Those who started the job wearing a suit once considered above and beyond the call of duty, now find themselves properly dressed for a serious management role. Or perhaps an impossible one.
No one of this calibre would have been ruffled by January's new national curriculum Orders for IT. Different emphasis, new status, fewer sentences plus more "ands" than ever before. Then came the School Curriculum and Assessment Authority's IT at Key Stage 3, adding lots of useful case studies of IT across the curriculum. Things were getting clearer.
What remains difficult is encouraging staff to fit IT into their subject and for that few could refuse the help of a new pack of advice which arrived in schools recently. Called Approaches to IT Capability, this might be the National Council for Educational Technology's cover version of the earlier SCAA number. Here, in 10 booklets with one for each national curriculum subject, is more advice for easing IT into the curriculum.
The IT co-ordinators get their own booklet. It gives ideas for staff development talking about how they might just target particular staff or departments and giving advice on running training sessions. It offers a model of a teacher's development in using computers and it eschews one-off, whole-staff training days for any more than IT awareness raising.
It talks about the pros and cons of running separate IT courses, or using IT across the curriculum or mixtures of the two. This is worth a read to review your position, but those who have made their minds up can be reassurred by the NCET's Keith Hemsley, "This is not a document to disturb good work in progress. If IT is working OK in your school, you'll not have to change things that much."
The remaining nine subject books will no doubt find their way into staff pigeonholes. The maths booklet, like the others, makes it easy for IT co-ordinators to spot which aspects of IT capability can be delivered in each subject. It also puts the learning gains offered by IT up-front. This one, for example, shows how drawing programs can be used to experiment with geometry or how a spreadsheet can create difference tables. The languages booklet shows several creative uses of word-processing and multimedia software. Design and Technology shows software for designing leaflets and packaging as well as ideas for control technology. I remain puzzled about using "a range of databases, relating to the size, shape and weight of a product". But I nit-pick.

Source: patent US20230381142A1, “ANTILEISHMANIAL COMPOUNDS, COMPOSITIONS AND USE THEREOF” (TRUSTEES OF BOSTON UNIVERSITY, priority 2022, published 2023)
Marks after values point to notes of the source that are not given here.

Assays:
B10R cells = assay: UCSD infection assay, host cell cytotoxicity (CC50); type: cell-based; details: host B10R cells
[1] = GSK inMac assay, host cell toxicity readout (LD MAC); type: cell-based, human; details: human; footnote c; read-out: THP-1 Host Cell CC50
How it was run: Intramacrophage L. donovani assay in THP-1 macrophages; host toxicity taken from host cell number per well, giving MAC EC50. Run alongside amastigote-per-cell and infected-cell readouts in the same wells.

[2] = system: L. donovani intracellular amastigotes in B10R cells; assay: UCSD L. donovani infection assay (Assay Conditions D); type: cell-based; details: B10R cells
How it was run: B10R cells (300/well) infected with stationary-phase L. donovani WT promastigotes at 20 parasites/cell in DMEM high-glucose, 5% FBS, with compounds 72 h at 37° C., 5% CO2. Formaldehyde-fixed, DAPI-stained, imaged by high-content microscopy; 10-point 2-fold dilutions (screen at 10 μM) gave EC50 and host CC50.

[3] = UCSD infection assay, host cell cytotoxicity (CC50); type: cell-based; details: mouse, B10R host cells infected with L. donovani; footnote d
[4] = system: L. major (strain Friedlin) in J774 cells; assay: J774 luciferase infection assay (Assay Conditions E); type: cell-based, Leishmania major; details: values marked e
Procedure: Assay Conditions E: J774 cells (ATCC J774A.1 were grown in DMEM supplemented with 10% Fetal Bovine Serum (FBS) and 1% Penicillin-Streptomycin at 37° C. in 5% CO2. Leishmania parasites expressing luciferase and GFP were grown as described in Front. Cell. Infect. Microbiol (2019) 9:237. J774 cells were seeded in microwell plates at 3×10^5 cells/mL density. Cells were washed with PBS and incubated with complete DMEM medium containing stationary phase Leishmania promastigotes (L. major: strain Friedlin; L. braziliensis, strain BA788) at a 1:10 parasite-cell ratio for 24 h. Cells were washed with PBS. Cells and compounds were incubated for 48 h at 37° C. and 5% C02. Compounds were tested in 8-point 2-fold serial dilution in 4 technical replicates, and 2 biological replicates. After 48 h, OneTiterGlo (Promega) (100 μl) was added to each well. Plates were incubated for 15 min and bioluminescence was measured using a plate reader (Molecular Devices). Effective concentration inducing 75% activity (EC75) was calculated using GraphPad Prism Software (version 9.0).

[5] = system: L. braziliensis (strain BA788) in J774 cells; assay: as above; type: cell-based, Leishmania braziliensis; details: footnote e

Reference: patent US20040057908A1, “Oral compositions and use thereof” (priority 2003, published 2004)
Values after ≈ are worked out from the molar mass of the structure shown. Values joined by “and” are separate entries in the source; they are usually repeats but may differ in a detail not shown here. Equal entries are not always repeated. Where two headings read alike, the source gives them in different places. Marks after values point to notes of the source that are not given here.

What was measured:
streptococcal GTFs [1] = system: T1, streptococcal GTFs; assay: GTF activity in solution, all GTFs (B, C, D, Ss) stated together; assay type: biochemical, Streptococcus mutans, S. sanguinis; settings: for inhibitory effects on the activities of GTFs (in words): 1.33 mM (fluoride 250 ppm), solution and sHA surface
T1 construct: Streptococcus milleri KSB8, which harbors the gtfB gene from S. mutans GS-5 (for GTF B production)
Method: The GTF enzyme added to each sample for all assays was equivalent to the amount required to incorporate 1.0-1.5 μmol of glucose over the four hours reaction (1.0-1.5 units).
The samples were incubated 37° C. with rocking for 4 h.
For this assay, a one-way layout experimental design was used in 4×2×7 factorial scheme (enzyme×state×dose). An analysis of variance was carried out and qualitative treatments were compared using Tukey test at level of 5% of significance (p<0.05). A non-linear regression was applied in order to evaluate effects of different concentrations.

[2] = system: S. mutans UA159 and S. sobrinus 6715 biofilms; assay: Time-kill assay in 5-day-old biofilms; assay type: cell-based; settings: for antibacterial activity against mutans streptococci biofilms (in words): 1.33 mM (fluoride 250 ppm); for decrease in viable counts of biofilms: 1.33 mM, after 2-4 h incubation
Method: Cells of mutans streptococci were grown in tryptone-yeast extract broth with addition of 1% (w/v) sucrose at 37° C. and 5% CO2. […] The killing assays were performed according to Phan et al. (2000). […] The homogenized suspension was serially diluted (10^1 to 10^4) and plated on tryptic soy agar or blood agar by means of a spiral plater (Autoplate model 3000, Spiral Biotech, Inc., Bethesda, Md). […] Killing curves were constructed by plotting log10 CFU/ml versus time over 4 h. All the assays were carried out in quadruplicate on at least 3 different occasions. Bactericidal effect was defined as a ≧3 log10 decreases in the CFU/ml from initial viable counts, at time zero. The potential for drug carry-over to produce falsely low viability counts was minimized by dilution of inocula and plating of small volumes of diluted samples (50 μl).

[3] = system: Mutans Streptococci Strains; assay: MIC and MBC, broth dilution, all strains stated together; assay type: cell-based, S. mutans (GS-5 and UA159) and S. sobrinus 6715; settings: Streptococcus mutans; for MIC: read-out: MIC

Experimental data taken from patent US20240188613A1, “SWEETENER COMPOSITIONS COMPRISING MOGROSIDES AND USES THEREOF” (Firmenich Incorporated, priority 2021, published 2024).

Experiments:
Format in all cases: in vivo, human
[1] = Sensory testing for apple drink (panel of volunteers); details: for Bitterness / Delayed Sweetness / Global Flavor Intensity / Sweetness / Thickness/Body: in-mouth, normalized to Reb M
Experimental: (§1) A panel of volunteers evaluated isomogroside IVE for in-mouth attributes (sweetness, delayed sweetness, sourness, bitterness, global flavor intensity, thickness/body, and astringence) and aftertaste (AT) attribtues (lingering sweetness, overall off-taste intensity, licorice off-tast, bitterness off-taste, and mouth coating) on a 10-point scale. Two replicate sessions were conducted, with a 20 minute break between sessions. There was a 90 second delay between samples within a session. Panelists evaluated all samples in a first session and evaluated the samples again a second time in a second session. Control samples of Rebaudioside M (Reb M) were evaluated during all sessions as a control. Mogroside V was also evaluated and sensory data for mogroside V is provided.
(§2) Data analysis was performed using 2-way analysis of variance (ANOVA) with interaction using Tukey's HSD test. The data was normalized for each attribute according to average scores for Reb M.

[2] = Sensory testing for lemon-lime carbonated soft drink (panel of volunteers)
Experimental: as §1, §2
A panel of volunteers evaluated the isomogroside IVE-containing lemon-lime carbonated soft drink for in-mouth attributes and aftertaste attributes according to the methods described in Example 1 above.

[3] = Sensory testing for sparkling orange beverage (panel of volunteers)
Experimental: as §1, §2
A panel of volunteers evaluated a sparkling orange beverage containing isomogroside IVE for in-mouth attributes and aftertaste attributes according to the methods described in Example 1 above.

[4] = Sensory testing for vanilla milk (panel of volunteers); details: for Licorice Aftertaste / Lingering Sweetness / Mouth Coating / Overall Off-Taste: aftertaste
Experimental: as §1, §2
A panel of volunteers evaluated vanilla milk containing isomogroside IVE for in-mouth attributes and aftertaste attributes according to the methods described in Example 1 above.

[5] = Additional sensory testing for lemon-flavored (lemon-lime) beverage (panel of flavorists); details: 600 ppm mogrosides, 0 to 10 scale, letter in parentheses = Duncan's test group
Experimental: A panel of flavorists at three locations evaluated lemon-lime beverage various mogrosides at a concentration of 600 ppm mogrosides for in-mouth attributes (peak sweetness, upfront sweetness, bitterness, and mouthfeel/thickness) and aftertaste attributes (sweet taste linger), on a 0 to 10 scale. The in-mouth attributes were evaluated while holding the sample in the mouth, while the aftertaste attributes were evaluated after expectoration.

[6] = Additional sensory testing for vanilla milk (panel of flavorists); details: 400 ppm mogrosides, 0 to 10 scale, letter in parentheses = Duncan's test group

There are, however, many exemplars worth passing on. I spotted IT co-ordinator Bernadette Nyman posting booklets at Maria Fidelis School in Camden, London. She too was impressed: "It makes subject teachers think about the IT in their own area and should enable me to have a good dialogue with them. The ideas are good, and they're all referenced to the national curriculum."
While the NCET's pack adds to the pyramid of curriculum paper, this should be a welcome mailing. It might not make you a superstar overnight, but it will help refresh parts of the curriculum you find hard to reach.
APPROACHES TO IT CAPABILITY
Approaches to IT Capability, primary and secondary editions, have been sent to schools in England and Wales - the Welsh schools receive them in English and Welsh.
The KS3 pack includes an IT co-ordinator's booklet and two copies of each of the nine subject books excluding PE (ie Mathematics, Science, English, Design Technology, Geography, History, Art, Music, Modern Foreign Languages). Additional copies cost Pounds 15 , Approaches to IT Capability Key Stages 12, Pounds 5.75. National Council for Educational Technology, Milburn Hill Road, Science Park, Coventry CV4 7JJ. Telephone: 01203 416994 Fax: 01203 411418.
The materials will soon be available on the NCET's Internet pages at http:ncet.csv.warwick.ac.uk